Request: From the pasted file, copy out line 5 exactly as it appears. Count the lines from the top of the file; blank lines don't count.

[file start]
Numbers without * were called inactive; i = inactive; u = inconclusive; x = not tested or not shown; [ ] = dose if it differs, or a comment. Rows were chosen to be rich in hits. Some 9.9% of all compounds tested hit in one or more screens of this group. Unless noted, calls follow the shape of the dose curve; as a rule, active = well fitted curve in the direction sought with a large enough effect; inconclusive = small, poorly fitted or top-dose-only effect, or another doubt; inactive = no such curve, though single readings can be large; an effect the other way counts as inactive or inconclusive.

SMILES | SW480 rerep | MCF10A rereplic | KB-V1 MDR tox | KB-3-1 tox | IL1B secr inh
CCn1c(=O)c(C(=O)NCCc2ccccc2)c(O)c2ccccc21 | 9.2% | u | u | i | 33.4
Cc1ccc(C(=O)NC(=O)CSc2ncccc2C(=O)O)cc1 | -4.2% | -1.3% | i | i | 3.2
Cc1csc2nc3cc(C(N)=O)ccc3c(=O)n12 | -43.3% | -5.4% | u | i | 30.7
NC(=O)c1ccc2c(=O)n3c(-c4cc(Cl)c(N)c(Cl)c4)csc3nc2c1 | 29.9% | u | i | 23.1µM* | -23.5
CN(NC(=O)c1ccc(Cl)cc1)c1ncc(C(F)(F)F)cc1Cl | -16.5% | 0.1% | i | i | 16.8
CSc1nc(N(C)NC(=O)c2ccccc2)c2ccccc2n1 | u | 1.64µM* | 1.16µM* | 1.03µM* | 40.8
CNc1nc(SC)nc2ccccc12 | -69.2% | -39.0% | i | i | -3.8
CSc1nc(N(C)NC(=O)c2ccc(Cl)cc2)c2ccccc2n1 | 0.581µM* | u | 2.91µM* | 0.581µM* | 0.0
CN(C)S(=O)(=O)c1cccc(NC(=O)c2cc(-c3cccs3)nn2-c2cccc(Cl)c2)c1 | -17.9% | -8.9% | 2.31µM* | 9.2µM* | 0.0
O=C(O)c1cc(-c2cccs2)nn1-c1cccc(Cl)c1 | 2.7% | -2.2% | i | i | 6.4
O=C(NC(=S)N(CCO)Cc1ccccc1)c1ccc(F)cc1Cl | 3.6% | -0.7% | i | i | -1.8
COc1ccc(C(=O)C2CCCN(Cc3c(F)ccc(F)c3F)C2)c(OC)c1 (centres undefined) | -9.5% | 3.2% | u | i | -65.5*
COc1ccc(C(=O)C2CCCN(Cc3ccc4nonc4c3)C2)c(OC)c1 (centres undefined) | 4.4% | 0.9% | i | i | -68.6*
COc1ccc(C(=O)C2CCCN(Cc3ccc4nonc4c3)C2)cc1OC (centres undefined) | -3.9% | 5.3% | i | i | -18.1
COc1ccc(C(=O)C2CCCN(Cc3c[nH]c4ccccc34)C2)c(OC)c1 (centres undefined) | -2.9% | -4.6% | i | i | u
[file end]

Cc1csc2nc3cc(C(N)=O)ccc3c(=O)n12 | -43.3% | -5.4% | u | i | 30.7